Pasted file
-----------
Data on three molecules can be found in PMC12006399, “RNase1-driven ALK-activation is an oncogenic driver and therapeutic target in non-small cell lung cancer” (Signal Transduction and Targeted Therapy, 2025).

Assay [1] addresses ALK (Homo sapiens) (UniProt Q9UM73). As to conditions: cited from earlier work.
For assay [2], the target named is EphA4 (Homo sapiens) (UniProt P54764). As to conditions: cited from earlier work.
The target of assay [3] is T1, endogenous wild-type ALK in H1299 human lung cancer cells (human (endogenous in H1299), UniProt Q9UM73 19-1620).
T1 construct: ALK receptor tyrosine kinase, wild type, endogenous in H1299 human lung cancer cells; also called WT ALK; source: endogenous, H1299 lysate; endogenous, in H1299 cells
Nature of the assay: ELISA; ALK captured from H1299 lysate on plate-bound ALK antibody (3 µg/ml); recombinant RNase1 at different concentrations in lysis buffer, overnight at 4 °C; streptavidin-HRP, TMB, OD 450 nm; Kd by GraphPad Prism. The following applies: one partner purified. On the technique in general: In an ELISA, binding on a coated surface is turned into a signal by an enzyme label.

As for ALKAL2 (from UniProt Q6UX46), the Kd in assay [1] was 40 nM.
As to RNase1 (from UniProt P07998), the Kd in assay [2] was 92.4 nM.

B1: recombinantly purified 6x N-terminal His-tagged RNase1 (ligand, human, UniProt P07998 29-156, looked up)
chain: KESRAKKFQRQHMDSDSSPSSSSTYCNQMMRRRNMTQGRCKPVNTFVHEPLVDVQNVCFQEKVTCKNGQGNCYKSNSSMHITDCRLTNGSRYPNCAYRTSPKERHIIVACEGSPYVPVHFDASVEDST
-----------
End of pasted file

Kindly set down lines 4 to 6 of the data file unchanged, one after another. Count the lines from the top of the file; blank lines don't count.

The target of assay [3] is T1, endogenous wild-type ALK in H1299 human lung cancer cells (human (endogenous in H1299), UniProt Q9UM73 19-1620).
T1 construct: ALK receptor tyrosine kinase, wild type, endogenous in H1299 human lung cancer cells; also called WT ALK; source: endogenous, H1299 lysate; endogenous, in H1299 cells
Nature of the assay: ELISA; ALK captured from H1299 lysate on plate-bound ALK antibody (3 µg/ml); recombinant RNase1 at different concentrations in lysis buffer, overnight at 4 °C; streptavidin-HRP, TMB, OD 450 nm; Kd by GraphPad Prism. The following applies: one partner purified. On the technique in general: In an ELISA, binding on a coated surface is turned into a signal by an enzyme label.